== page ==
Kel, I carry a mask and wear it inside business establishments for the same reason I carry a leash when I walk my German Shepherd. I don’t need the device in either case, but I’ll go out of my way to not put another person ill at ease. Up to a point.

    kelsurprise, drama queen (View Comment):
    I’ve thought about what I might say if anyone decides to go full “Karen” and accuse my unmasked self of actually putting the half dozen people I might pass within 10 feet of for a fleeting second on my way back home in mortal danger — but with your permission, Boss, I’ll just trash the little speech I’ve been working on and borrow yours.

    Heh. Your more than welcome to it. I thought about it after I saw a guy at Key Largo Park go full up, hysterical Karen on four or five twenty-somethings that were working out over by the pull-up and dip bars. The Karen guy went nuts, literally screaming, “You’re killing people!” and the oh, so precious, “Listen to the government!”

    I figured right then, my Karen rejoinder would be,”Hey, bro, if I kill you, it won’t be with a germ.”

    I think we can stop referring to him as a guy, at this point.

    • #15
    • May 25, 2020, at 5:59 AM PDT
    • 8 likes
  16. Boss Mongo Member
    Boss Mongo

    Gazpacho Grande' (View Comment):
    I think we can stop referring to him as a guy, at this point.

    Point.

    • #16
    • May 25, 2020, at 6:11 AM PDT
    • 3 likes
  17. Vance Richards Inactive
    Vance Richards Joined in the first year of Ricochet Ricochet Charter Member

    A snarky “So, you want people to die” is probably the only Why that you’ll get from most governors. Watching press conferences of the governors near me, it does seem that they do not like having people question their actions. If we really are “all in this together,” then you would think they would be less defensive.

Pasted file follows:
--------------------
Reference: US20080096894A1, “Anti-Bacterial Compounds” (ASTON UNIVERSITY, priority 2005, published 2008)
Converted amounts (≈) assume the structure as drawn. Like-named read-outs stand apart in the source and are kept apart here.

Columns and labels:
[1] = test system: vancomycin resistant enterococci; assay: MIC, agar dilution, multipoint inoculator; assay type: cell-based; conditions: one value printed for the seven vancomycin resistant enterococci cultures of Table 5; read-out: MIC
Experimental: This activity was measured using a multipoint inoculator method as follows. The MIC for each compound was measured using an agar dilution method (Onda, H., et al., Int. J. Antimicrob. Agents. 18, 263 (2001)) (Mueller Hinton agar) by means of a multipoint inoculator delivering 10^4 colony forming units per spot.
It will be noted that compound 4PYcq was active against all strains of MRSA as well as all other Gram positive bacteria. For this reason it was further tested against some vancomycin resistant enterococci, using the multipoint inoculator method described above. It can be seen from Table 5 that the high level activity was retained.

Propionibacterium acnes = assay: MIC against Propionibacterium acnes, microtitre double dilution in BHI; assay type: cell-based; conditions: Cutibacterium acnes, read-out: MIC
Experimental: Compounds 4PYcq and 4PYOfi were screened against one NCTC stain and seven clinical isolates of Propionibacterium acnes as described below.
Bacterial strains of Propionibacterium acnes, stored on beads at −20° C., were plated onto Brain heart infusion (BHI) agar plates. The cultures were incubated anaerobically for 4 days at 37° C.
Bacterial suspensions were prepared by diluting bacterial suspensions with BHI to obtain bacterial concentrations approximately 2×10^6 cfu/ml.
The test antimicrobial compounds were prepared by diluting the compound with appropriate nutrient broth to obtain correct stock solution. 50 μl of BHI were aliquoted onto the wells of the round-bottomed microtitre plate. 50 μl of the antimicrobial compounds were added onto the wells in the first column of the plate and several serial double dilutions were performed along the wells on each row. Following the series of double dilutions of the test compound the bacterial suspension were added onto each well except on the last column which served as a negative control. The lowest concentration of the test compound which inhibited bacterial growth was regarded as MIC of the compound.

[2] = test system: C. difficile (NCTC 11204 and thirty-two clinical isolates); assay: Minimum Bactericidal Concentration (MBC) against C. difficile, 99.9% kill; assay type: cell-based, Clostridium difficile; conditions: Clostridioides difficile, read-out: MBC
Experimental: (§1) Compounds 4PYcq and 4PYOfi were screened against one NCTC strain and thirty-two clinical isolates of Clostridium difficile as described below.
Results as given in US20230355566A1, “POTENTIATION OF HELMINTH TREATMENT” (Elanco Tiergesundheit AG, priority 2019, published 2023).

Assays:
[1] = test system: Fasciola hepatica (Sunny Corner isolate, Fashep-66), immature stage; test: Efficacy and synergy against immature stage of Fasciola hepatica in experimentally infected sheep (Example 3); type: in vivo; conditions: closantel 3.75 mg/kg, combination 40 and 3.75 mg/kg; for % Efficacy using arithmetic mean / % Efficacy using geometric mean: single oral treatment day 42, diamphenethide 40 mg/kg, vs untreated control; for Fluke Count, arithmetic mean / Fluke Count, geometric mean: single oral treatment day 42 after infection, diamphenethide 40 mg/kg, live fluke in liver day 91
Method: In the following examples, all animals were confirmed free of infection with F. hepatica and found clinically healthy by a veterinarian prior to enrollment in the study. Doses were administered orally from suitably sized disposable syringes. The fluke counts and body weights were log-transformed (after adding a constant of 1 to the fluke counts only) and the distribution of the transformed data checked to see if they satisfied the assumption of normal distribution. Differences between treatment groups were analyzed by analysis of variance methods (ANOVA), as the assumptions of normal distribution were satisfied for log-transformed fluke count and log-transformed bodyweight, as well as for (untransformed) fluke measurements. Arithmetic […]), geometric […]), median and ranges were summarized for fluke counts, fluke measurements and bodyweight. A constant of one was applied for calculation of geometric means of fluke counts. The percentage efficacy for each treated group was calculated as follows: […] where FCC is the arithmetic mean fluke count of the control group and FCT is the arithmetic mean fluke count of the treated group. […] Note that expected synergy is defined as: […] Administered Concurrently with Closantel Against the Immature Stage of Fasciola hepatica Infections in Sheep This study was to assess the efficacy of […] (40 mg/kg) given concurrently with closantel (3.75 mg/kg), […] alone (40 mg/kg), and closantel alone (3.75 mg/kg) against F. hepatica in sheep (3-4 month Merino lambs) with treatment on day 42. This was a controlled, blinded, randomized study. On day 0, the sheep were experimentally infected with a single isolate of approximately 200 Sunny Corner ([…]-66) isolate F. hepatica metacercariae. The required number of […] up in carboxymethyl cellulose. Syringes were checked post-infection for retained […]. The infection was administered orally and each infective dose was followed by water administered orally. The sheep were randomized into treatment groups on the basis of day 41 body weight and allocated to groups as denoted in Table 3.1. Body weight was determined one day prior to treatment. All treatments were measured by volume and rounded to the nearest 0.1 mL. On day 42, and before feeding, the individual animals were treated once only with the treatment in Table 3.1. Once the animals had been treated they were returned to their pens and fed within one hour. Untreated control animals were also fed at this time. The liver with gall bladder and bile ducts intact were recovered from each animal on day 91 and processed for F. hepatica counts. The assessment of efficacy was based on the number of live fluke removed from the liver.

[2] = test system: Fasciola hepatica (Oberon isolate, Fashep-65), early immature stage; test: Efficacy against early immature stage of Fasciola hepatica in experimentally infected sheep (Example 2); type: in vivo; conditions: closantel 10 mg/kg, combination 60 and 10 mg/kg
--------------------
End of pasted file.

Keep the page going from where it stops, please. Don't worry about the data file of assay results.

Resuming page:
• #17
    • May 25, 2020, at 6:30 AM PDT
    • 5 likes
  18. Roderic Coolidge

    Why?

    The core of the strategy to suppress the spread of the virus is social distancing. That means that people come into contact with other people less. The less contact the less the disease will spread.

     

    • #18
    • May 25, 2020, at 6:49 AM PDT
    • Like
  19. Gazpacho Grande' Coolidge

    Roderic (View Comment):

    Why?

    The core of the strategy to suppress the spread of the virus is social distancing. That means that people come into contact with other people less. The less contact the less the disease will spread.

     

    No.

    It was the strategy so as to not overwhelm the hospitals, which has largely happened. The “why” would be “Why are we still keeping the world shut down when the hospitals are not overwhelmed, in fact, they’ve been sending nurses home in many states because of a lack of patients and work to do?”

    That’s the question that needs answering. Not the one already asked and answered.

    • #19
    • May 25, 2020, at 7:02 AM PDT
    • 8 likes
  20. Boss Mongo Member
    Boss Mongo

    Roderic (View Comment):

    Why?

    The core of the strategy to suppress the spread of the virus is social distancing. That means that people come into contact with other people less. The less contact the less the disease will spread.

     

    And that means, if I’m a Michigander, I can go into WalMart and buy food, but can’t buy paint or tiles because why?

    • #20
    • May 25, 2020, at 7:13 AM PDT
    • 5 likes
  21. Percival Thatcher
    Percival Joined in the first year of Ricochet Ricochet Charter Member

    Boss Mongo (View Comment):

    Roderic (View Comment):

    Why?

    The core of the strategy to suppress the spread of the virus is social distancing. That means that people come into contact with other people less. The less contact the less the disease will spread.